I collect little cardboard-backed dress-up sets that are aimed at little girls. I am usually drawn towards vintage sets, but occasionally I will buy a new set if it has those elusive qualities that I’m looking for. What makes them so appealing to me are the graphics and names, but also, as a sculpture/installation based artist, I enjoy the box-art installative aspect of the sets, with the small arrangement of plastic fun composed under molded plastic. I usually keep the set intact, but sometimes what is featured is so enticing that I try to find a second one so that I can open one of them and wear the accessories. Here are a few of my favorite ones.
This is one of the newer ones that I have, probably dating from the 90s. I love that the sides are drawn to represent film perforations or sprocket holes, adding the dimension of “movie star” to this “fashion girl”. The silhouetted girls to the left of the film girl have a very Bond Girl, or even Gem and the Holligrams-esque feel to them. The jewelry is of course hideously ugly and tacky, but the overall effect is so great. This is the type of thing that I frame, or just hang unframed, as a piece of pop culture art. This set was purchased at Value Village, a local thrift store.
Great colours on this one, called Fun-n-Games. It’s a little green haired girl with red bows-mirror. And, you can look in the mirror and brush your hair with a green comb. The little pink nail polish bottle is hollow and doesn’t open but it has a cute little sticker that says “Bright Star” on it. This probably dates from around the 1970s.
I love the name of this one, Pretty Set. It’s sweet and simple, but it also sounds like a state of mind; get this toy, and you’ll be pretty set. This dates from the same period as the Fun-n-Games set and like the Fun-n-Games set it is a mirror backed by a face, in this case a lion, for some reason. I love the drawing of the little girl, and the giant pink barrettes in the set, but as I could not find a second Pretty set, I could not open this package and wear the barrettes, leaving me less “set” than I thought I would be, despite assurances to the contrary implied by the name. This and the above set were purchased at Ontario Specialty, a local store that specializes in dead-stock vintage toys and fun.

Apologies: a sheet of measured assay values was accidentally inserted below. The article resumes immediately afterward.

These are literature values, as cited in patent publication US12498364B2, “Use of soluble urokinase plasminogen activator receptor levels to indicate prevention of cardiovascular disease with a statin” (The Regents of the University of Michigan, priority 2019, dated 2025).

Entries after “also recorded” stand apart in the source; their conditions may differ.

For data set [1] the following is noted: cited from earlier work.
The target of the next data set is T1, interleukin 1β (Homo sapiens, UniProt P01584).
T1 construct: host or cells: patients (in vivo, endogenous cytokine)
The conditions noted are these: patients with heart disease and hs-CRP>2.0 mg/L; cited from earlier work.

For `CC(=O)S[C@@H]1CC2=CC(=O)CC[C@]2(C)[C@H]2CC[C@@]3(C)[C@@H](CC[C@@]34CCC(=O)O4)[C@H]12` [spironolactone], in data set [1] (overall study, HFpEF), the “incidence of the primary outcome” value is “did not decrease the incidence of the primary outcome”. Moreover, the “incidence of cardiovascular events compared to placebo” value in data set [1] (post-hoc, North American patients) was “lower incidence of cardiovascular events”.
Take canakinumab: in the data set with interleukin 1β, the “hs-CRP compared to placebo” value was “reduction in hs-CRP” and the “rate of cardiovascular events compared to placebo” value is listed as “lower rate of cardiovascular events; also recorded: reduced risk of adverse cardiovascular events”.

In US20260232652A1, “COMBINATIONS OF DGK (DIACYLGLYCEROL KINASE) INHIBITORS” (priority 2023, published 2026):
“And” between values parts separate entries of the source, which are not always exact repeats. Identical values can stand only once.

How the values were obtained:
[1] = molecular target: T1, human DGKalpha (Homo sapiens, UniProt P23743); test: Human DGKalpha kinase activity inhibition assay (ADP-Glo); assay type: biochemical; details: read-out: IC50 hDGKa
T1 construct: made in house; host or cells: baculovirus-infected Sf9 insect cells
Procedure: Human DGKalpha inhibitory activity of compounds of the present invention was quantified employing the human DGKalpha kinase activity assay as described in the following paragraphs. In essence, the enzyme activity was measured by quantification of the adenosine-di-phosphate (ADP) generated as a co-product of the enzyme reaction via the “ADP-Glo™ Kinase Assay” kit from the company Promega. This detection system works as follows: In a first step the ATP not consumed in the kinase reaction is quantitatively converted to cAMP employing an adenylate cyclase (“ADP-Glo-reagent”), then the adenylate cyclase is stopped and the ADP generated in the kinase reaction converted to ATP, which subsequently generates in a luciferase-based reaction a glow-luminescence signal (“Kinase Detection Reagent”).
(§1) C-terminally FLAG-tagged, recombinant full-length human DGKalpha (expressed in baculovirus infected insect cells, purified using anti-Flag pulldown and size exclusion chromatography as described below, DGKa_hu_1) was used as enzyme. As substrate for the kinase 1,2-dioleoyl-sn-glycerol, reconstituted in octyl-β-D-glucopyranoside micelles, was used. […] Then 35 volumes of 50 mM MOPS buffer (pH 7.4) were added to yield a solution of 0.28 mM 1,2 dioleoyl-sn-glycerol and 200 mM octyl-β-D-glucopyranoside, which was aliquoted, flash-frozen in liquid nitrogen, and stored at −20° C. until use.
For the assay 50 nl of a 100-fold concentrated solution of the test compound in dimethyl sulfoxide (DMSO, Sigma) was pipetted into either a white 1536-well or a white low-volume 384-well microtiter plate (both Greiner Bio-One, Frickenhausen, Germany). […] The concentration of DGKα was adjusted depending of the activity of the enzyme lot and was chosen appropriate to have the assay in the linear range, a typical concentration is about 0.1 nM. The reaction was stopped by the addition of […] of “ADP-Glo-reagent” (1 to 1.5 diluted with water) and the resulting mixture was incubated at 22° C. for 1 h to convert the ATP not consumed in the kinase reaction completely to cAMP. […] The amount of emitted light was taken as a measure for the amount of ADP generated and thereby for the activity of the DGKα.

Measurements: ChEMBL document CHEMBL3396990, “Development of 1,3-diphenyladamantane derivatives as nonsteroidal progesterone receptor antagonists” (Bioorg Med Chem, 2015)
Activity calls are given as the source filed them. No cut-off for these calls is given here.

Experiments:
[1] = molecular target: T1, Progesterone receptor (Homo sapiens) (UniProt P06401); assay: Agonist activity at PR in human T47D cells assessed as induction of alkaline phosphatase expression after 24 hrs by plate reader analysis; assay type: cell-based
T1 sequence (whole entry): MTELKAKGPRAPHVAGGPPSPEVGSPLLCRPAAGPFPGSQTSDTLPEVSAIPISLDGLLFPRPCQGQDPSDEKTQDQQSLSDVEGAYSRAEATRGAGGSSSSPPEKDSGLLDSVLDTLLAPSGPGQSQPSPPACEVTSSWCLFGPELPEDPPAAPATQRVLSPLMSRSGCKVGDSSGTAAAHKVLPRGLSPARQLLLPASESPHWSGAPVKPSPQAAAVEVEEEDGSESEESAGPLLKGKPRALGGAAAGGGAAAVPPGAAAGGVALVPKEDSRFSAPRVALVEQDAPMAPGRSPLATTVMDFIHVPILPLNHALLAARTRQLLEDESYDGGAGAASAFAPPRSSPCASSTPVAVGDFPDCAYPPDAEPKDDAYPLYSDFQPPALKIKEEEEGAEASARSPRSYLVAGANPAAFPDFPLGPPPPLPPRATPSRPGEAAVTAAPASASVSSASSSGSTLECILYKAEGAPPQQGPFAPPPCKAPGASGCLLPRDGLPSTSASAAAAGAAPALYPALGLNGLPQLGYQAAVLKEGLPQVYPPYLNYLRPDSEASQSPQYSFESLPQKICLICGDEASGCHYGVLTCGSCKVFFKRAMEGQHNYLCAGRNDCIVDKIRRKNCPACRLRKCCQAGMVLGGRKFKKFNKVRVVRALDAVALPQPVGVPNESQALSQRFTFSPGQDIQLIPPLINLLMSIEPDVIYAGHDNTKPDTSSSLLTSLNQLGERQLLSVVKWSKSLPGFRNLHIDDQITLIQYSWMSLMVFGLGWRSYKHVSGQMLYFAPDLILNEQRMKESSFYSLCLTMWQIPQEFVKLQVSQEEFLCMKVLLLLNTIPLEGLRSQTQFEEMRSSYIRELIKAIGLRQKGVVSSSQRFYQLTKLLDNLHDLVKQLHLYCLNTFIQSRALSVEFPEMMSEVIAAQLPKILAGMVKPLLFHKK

This set, Dream Bride, I found in a sad looking grocery store in New York City, and because I loved the giant heart necklace inside I bought three sets. This necklace is probably the best thing I’ve seen in one of these sets. About the size of a woman’s fist, the plastic heart has a clear plastic heart shaped bubble in the middle that has a little plastic flower inside, making this an installation within an installation. It’s installation to the power of 2 for those who prefer mathematical terms.
I love the name and the confused ideas presented here about what a princess is. Instead of a crown or scepter, there are heart shaped sunglasses and comb and mirror. This type of super pink-girly-princessy fluff is like being a drag queen for little girls, in that it represents and caricature of girlhood. It’s interesting as an object that packages tropes of modern pop girlishness. This set I also purchised in NYC, from a street vendor.
This is the only brand new set in my collection, which I purchased at a dollar store close to my home. I think this one is the funniest in terms of the confusion over what it is trying to be. It seems that it is partly an aspirational type toy for girls, in the style of Barbie’s career dolls which put Barbie in such lofty positions of astronaut and travel agent, to teach girls that they too, can be professional working women. But much as with the real Barbie brand career dolls, the precedence of looks over brains is still painfully evident in the styling, packaging and marketing of the toy. Taking a closer look at the image of “Doctor Beautiful” on the top right of the package, we see just how many disparate elements this figure is cobbled together from:
Basically, they’ve put a off-brand Barbie like head onto an illustration of Disney’s Sleeping Beauty’s body, and then rudimentally added a doctor’s stethoscope onto the face.
And the final non-sequitur of this toy set comes in the form of this sticker, seen on the toy stethoscope:
Why is there a little manga/anime nurse girl sticker in this set?
Well, thanks for taking my guided tour through another of my random collections. Hopefully, my enthusiasm has rubbed off on you, dear reader, and you will be convinced to start yet another Lady Heart approved, random collection!